Bad road conditions in Anchorage wreck cars and trucks

Last week, as a heavy blanket of snow fell over Anchorage, daycare owner Crystal Culp got a call from her daughter. She had slipped into a snow bank and had to be picked up.

Culp climbed into his trusty GMC Yukon and slowly began his descent from his Anchorage hillside home.

She quickly realized that the roads she was used to driving in the Alaskan winter had turned into something different: a quivering moonscape of jagged ruts. Somewhere around C Street and Dimond Boulevard the road started to remind her of a roller coaster.

“When he’s driving a truck up the grade – bump, bump, bump,” she said. “It was crazy.”

She began to worry about her own vehicle. Culp reached his daughter, whose car was scratched but intact, cushioned by a wall of snow.

When he got home, Culp’s Jeep was in bad shape. Her car has suspension and tire pressure damage. The shock was displaced.

She still drives it. “It’s my only source of transportation,” she said.

[In an informal deal, Anchorage mayor sent equipment to clear rutted state roads, leaving many neighborhoods unplowed]

Culp is among the many Anchorage drivers who say their vehicles have been severely damaged in the deplorable road conditions this past week. More than 70 people responded to a Daily News question to readers about whether their vehicles had been damaged on the roads. Readers describe all kinds of trouble: flat tires, broken windows, pieces of bumpers left on the roads.

Poor road conditions contributed to hundreds of car breakdown reports. The Anchorage Police Department said it responded to 460 such calls between last Thursday, when the first snowstorm hit, and Wednesday afternoon. Police responded to an additional 94 non-injury crashes and 24 injury crashes

Transportation officials agree that it wasn’t your imagination: The roads really were unusually bad, especially last Saturday and Sunday after the initial snowstorm. The worst reported conditions are on state and maintained roads such as C Street, Dimond, A Street and Benson and Northern Lights avenues.

The first foot-plus of snow has fallen as temperatures hover around freezing, said Justin Shelby, regional operations director for the Alaska Department of Transportation. That allowed the snow to form into icy ruts as cars drove over it, he said. Once an uneven, icy surface forms, a grader is needed to scrape it off, Shelby said. The state owns mostly high-speed plows and there aren’t many graders in Anchorage, he said, but the township does.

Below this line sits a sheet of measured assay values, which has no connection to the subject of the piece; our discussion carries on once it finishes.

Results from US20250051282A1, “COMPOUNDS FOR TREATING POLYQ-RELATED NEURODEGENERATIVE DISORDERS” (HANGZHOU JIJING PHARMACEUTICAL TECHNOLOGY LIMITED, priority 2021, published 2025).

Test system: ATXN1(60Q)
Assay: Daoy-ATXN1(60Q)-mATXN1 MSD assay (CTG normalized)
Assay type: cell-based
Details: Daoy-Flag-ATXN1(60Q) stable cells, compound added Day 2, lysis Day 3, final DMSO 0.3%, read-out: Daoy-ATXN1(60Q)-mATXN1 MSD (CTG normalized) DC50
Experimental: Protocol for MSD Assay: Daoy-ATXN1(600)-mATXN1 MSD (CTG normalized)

Shelby said the amount of snowfall the city received meant it took longer for state plows to get there and some of the snow hardened into rock-hard, damaging ice formations that required profiling.

Mayor Dave Bronson said road conditions on state roads were so bad that he ordered city equipment to be diverted to help clear them. Although the decision delayed plowing in the neighborhood, Bronson said state roads must be safe for emergency vehicles.

Auto repair shops say they are busy, but not necessarily busier than usual this time of year.

Keith Seals said he was trudging along Tudor Road when his window blew out.

“I hit a bump in the road in front of Taco Bell causing my entire left passenger window to shatter,” he wrote. “It almost made me crack up as I looked around thinking and wondering what was really going on.”

Ziona Brownlow said she was dropping friends off at the airport when her set of four tires “turned into a trio”.

“My tire popped on one of the Northern Lights’ icebergs, which bounced off my Jeep and signaled the engine to start,” she wrote. Her suspension “didn’t realize it was going to be off-road on the main roads this season.”

The heavily congested Northern Lights Boulevard also took out Christine Williams’ husband’s tire. He was near East Anchorage High School when he lost a tire, she wrote. The lug nuts on their Chevrolet Suburban “broke in half,” she said.

For days they were without a working car, without buses, she said.

It wasn’t the road that damaged Dale McLeary-Nelson’s Ford F250 truck; it was a snowy tree branch. McLeary-Nelson said she was hopping in the far right lane of 36th Avenue, close to other cars due to huge snowbanks on the side and median, when out of nowhere a tree branch punched a “golf ball-sized hole” in plastic on the passenger side mirror and broke the glass.

A replacement, she said, would cost at least $300.

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